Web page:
What's the worst meal you've had?

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Indy Lifestyle Online
JOAN WYNDHAM, writer: Last week, at a French restaurant. My starter was described as "Mille-feuille of snails laid lovingly on a walnut and sultana confiture". It was three little black bogeys on a little piece of pastry and there was no confiture, laid lovingly or otherwise. Then I had "Duck married to a whiting (but with no kids), honeymooning on a sea of watermelon". It was the most disgusting combination I have ever tasted.

BARRY NORMAN, film critic: The one that lingers in my mind was in somebody's private home in Cambridgeshire. It was a kind of beef stew which was grossly over-salted. Every time I think of it I get this thick salty taste in my mouth. Because we didn't know the people very well, we simply had to carry on eating it. We were offered seconds, which we managed to avoid, but it was just horrendous. We were knocking back wine and water like mad and complimenting our hostess on this magnificent meal - what else could you do?

KATIE PUCKRIK, presenter, the Sunday Show: On a flight to Morocco - the meal consisted of congealed brown stuff, which looked like dog food, presented in different shapes. It was inedible. In fact I would guess the plastic wrapping had more flavour.

SHELLEY von STRUNCKEL, astrologer: On the Eurostar. The plates were picnic-quality plastic, and the food - even on the first-class run from Paris - was dire. The excitement of my first under-the-Channel trip was dulled by the disappointment of the dining.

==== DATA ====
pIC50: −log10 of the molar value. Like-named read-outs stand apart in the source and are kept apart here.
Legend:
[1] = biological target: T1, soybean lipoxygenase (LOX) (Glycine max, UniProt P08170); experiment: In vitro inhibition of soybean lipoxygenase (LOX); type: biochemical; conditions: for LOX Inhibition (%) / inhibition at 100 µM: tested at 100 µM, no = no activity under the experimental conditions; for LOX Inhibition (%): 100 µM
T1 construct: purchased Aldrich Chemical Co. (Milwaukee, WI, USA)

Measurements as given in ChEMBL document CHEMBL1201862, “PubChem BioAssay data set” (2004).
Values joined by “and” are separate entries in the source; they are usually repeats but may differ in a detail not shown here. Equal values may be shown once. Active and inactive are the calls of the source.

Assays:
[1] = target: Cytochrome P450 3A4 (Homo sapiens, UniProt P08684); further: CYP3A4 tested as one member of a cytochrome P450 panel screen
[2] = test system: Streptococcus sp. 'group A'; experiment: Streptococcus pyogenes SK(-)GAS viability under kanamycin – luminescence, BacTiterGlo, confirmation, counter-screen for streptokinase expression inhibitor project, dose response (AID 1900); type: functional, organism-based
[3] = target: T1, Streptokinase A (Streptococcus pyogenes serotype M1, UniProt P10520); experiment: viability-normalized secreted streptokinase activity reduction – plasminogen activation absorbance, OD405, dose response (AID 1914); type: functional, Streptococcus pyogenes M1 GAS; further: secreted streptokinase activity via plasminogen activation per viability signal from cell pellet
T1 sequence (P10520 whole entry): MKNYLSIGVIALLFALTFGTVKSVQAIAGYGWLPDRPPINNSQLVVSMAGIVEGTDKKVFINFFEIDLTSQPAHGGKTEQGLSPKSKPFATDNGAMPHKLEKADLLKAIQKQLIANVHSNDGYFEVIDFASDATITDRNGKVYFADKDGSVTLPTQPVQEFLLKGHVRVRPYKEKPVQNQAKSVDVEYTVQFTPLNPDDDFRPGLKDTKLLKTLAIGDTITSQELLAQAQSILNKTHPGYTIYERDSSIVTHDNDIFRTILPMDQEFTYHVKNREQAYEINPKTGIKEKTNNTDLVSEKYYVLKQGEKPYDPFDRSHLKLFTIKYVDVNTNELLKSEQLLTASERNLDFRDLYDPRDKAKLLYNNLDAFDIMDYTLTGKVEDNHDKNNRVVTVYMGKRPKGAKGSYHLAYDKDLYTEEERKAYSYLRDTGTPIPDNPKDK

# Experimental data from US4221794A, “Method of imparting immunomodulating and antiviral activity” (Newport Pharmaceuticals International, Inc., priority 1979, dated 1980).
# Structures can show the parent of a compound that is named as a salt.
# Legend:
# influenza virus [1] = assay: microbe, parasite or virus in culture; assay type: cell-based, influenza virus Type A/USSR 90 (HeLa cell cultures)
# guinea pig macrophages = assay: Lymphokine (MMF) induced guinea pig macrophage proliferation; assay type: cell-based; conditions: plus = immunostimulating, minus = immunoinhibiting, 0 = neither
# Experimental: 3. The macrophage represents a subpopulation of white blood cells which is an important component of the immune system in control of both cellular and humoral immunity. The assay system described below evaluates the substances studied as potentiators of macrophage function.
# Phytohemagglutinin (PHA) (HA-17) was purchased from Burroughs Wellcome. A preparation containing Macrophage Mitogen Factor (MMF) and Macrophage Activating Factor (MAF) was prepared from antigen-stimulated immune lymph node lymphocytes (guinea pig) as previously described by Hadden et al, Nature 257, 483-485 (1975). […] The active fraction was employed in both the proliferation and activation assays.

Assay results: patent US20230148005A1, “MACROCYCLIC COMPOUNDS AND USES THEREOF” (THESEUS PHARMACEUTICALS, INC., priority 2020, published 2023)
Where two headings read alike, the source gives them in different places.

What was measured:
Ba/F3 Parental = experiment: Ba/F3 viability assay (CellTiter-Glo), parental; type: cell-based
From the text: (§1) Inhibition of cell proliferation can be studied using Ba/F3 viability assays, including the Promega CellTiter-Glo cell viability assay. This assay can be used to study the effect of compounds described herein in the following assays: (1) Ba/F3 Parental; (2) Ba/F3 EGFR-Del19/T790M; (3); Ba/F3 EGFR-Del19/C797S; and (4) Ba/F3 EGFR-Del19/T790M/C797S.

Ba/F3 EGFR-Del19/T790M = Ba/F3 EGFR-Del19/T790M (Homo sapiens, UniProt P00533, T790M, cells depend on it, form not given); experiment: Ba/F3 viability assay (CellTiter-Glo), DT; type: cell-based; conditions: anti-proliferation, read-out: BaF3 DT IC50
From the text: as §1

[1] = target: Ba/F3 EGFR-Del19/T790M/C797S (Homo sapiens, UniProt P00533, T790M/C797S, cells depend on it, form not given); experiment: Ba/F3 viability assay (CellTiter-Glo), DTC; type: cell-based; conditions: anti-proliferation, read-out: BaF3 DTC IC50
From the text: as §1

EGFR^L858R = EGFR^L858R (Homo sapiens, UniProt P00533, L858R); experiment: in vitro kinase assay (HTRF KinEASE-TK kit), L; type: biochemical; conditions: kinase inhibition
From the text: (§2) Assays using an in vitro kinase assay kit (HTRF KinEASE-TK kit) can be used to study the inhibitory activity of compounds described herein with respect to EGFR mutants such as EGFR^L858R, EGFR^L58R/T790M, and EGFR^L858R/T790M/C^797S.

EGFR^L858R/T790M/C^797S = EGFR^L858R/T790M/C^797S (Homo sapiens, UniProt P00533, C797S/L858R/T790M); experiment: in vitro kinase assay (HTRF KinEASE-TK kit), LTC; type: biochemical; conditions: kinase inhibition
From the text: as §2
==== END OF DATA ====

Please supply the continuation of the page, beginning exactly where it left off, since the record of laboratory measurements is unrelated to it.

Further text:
JOHN GREEN, pensioner: One day at school in war-time we were told that there was nothing for lunch. We had to go out to pick nettles to make into soup - it was foul, like congealed seaweed. We mopped it up with bread speckled with small dark things: the cook said they were ants' eggs, but we knew they were mouse droppings.

TOM SMITH, marketing executive: I visited a friend for lunch. I was tucking into my quiche and salad when I noticed a dead cockroach under a piece of lettuce. I couldn't bring myself to say a word and had to eat round it.

SOPHIE JONES, Cordon Bleu cook: A Japanese visitor made us a Japanese meal - things like cuttle fish intestines in soya sauce, which looked like big dead worms in blood, sea urchin egg paste and lumps of tuna which looked like diced raw pork.

DAVID MORE, surveyor: Last year I ordered a rare steak at a pub in Bedfordshire. It arrived well done so I sent it back. They did me another steak, cooked correctly. But I noticed a fat yellow caterpillar on the salad. It wasn't just sitting there, it was wiggling about, almost waving at me, but I was so hungry I picked it out and carried on eating. It was only as I finished my steak that I saw the single pubic hair nestling underneath.

MARY-ANNE O'REILLY, accountant: Barbecued guinea pig in Ecuador - not enough meat and too many bones.